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Having well-maintained and reliable brakes is probably the most important aspect of any vehicle’s safety. Making sure that your car has high-quality brakes that are properly installed will go a long way in ensuring that you and your passengers remain safe on the road. Here you can find information about estimated brake pad replacement cost, how to know when you need new brake pads, how long do brake pads last on average, what does a worn brake pad sound like, how much is a front and rear brake job with parts and labor, where is the cheapest place to get brakes done…
While the federal government has established the quality standards for brake installations, they haven’t really provided any regulations regarding replacement pads. Meanwhile, the National Highway Traffic Safety Administration (NHTSA) reports that brake-related issues are among the highest complaints that they receive.
Average Brake Pads Replacement Cost
Clearly, one needs to be acquainted with knowledge on how to change brake pads, and how they work, as well as brake pads replacement costs and the various options that you have available to you as a vehicle owner in order to make an informed decision on the matter. Brake pads replacement cost can vary from $99.95 to $170 per axle.
Brake Pads Replacement Cost
What Are Brake Pads?
Brake pads are an essential part of the disc brakes in your car and can be used for other applications as well. They usually have backing plates made from steel with friction material on top, and the pads are put in place to maintain the car’s thermal energy. That’s why two brake pads are necessary so that they can create friction. What happens is that brake component well known as the caliper, squash the brake pads together, effectively slowing the rotor down, while the friction material from the brake pads coats the disc in a dull grey color. This enables the disc and the brake pad to stick to each other, thus providing enough resistance to stop the car.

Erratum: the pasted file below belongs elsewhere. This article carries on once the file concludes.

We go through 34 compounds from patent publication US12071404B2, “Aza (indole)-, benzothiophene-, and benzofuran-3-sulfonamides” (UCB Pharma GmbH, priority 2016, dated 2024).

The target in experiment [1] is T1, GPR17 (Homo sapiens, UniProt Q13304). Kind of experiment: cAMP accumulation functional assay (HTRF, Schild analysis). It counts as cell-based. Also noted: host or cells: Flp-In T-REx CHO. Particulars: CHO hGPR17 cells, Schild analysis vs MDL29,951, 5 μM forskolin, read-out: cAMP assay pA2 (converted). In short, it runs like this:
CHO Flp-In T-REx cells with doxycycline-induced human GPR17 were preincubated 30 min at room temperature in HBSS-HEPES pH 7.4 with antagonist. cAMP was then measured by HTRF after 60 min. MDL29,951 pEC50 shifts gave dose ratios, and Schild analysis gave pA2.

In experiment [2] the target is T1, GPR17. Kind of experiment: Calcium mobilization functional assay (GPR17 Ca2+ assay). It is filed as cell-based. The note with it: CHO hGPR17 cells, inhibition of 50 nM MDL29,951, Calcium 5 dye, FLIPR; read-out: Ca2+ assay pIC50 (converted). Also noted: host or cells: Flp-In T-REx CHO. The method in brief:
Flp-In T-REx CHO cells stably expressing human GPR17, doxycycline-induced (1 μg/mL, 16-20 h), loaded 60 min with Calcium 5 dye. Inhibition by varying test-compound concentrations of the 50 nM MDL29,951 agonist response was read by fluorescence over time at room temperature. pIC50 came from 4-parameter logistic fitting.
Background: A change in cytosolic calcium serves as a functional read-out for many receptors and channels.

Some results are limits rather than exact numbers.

Most disc brakes have a rotor with two brake pads, which are attached to the wheel hub with a caliper, and each caliper usually has two brake pads as well. That said, racing calipers can easily use up to six pads with different frictional properties. The disc wear rates differ from one material to the other, and the best way to avoid brake fade is to replace the brake pads on a regular basis. Luckily, most brake pads come with a mechanism that automatically ‘reminds’ the driver when a replacement is due.
Brake Rotors Replacement Cost
This is usually made possible through a small central indentation on the brake pad, whose disappearance signals that the pad has reached the end of its service life. Another method involves inserting a thin ribbon of soft metal inside a trench, and the exposure of the metal will cause the brakes to make a squealing sound. Then, you’ll see a warning light on your dashboard letting you know that your brake pads are getting thinner than they should be.
When to Change Brake Pads?
Here’re a few brake pad replacement indicators to look out for:
- Wear indicator on the dashboard